GREAT LAKES (NNS) — For the first time in 17 months, joyful cheers echoed through Midway Ceremonial Drill Hall at Recruit Training Command (RTC).
RTC resumed boot camp graduation Aug. 13, for a limited number of family members and friends. Guest attendance was suspended in March 2020 due to the COVID-19 pandemic and to prevent any potential spread of COVID-19 to recruits, staff and their families.
Capt. Jeffry Sandin, RTC commanding officer, welcomed the guests in front of 774 graduating recruits.
“I am pleased to welcome the return of families and friends to our graduation ceremony and look forward to sharing this momentous occasion with everyone. While we are restricted on occupancy, it is important that you are here to celebrate your Sailor’s significant milestone,” said Sandin. “Your support during these unprecedented times has helped us to complete the mission of transforming civilians into Sailors, while operating in a safe environment to help ensure fleet readiness. I cannot thank you enough for your continued support and I am sure your Sailors are grateful for your encouragement throughout their training.”
Each recruit could invite two guests to attend in person. All guests age 12 and older needed to be fully immunized with 14 days since their final vaccine dose to help ensure the health of the new Sailors and staff, with masks required for all guests and staff while indoors at any facility at RTC.
Currently, recruits spend 14 days in a restriction of movement (ROM) status onboard RTC if they arrive and are not fully immunized. Before hosting onboard, recruits were executing ROM at Fort McCoy, a U.S. Army base in western Wisconsin. Prior to Fort McCoy, RTC occupied local area hotels to ensure the safety of the recruits and staff while still being able to execute the mission of training the Navy’s newest Sailors.
RTC continues to make all decisions with safety in mind, as that is the top priority. A strict cleaning protocol, proper social distancing, and following indoor mask guidance and wearing — regardless of vaccination status — is strictly adhered.
In early July 2020, a shortened version of the graduation ceremony with no guest attendance was held outdoors and videotaped. The video was released to Navy online platforms, including social media. This continued until November when the ceremony was moved indoors.
While the Department of Defense does not currently require military personnel to be vaccinated for COVID-19, in the most recent week of shipping, more than 50 percent of recruits are arriving fully immunized at a steady rate. Recruits and staff have the opportunity to be vaccinated for COVID-19. About 90 percent of each training group are graduating fully immunized, which means most of these new Sailors are safely able to execute their duties at their follow-on training as well as when they get to the fleet.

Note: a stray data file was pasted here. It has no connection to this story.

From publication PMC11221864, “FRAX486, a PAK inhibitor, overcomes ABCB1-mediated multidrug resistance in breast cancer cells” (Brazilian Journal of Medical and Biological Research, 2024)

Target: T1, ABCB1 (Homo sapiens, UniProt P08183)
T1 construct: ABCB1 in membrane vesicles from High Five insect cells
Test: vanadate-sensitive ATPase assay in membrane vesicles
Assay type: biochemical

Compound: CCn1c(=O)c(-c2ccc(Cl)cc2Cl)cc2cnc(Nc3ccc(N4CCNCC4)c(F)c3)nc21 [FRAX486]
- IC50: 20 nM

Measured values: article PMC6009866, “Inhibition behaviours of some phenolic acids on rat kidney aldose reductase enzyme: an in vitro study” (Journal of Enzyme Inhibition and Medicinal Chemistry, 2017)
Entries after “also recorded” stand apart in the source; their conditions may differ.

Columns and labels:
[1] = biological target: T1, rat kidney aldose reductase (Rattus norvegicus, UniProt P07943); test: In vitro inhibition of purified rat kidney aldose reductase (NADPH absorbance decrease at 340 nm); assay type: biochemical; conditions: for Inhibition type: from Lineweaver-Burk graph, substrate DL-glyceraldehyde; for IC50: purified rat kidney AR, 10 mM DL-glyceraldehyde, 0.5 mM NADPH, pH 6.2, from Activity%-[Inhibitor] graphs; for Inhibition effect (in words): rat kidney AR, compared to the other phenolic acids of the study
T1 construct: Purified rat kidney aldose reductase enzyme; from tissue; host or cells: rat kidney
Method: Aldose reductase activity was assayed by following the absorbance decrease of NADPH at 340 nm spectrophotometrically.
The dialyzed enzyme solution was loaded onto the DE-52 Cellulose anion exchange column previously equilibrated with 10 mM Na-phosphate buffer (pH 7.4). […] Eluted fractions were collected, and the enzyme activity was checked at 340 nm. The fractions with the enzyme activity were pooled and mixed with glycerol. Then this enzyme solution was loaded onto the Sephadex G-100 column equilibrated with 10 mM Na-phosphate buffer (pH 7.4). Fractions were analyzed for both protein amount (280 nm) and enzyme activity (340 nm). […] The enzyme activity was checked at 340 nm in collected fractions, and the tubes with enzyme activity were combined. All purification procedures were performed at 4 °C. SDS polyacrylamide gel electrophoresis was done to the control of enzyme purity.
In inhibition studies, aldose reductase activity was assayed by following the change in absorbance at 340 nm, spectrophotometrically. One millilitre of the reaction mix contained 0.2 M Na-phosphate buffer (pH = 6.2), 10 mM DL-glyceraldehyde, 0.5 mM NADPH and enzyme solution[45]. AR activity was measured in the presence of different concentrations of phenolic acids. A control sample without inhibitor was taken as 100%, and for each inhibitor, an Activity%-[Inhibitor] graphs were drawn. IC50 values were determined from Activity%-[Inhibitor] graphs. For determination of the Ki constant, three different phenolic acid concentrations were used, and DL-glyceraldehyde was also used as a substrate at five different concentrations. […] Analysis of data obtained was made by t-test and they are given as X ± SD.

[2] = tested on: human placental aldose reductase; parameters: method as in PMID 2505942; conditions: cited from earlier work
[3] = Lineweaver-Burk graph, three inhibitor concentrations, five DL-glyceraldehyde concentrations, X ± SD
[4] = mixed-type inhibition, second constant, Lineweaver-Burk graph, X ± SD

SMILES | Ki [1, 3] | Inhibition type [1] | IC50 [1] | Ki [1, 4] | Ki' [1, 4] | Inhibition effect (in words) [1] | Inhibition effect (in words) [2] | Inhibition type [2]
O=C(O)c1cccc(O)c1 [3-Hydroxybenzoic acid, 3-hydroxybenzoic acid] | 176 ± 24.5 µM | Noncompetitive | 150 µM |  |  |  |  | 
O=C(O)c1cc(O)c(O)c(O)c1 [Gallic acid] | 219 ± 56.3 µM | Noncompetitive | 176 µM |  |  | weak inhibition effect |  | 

Every recruit completes required training elements and must meet required training standards before graduating. While training schedules were once modified, those changes did not have an effect on the quality of training that was provided to graduating Sailors.
Seaman Recruit Matthew Barrera was among the first graduates with family in attendance and filled with pride.
“It was fired up! I couldn’t believe it. Standing on the drill deck, I felt every little bit of it, and I think the energy jumped to each one of us,” said Barrera, referring to his shipmates. When asked if his mother and father, who were seated in front were crying, he freely admitted, “I was crying! I sure was. I was trying to keep it together, but it was hard.”
Following the conclusion of the ceremony, the new Sailors lined up outdoors where families and friends were able to reunite with them as shrieks of joy, more tears and plenty of hugs abounded.
“This was great! I was so excited to come to Chicago and see him,” said Jordan Dorough, girlfriend of Seaman Recruit Alex Bennett Weaver as she stood firmly at his side. “I’ll never forget that Facebook post a month ago when it was announced guests were invited. I was sitting in a vet’s office and remember looking up from Facebook and everyone came in worried about my dog and saying, ‘Why are you so happy all of a sudden?’ and I said, ‘You don’t understand what just happened!’ ”
For the Recruit Division Commanders who have only been able to stand in an empty drill hall during the shortened versions of the ceremony, finally having the opportunity to stand with their divisions before a crowd of more than 1,000 guests was a moment to which they have been looking forward.
Weekly graduation ceremonies will continue to slowly bring RTC staff, new graduates, families, and friends back to a Friday morning routine everyone was once familiar with, and will be again.
Boot camp is approximately eight weeks and all enlistees into the U.S. Navy begin their careers at the command. Training includes physical fitness, seamanship, firearms, firefighting and shipboard damage control along with lessons in Navy heritage and core values, teamwork and discipline. More than 40,000 recruits train annually at the Navy’s only boot camp.
For more news from Recruit Training Command, visit www.navy.mil/local/rtc
Subject specific information for the media
Events or announcements of note for the media
Official Navy statements
Given by Navy leadership
HASC, SASC and Congressional testimony
Google Translation Disclaimer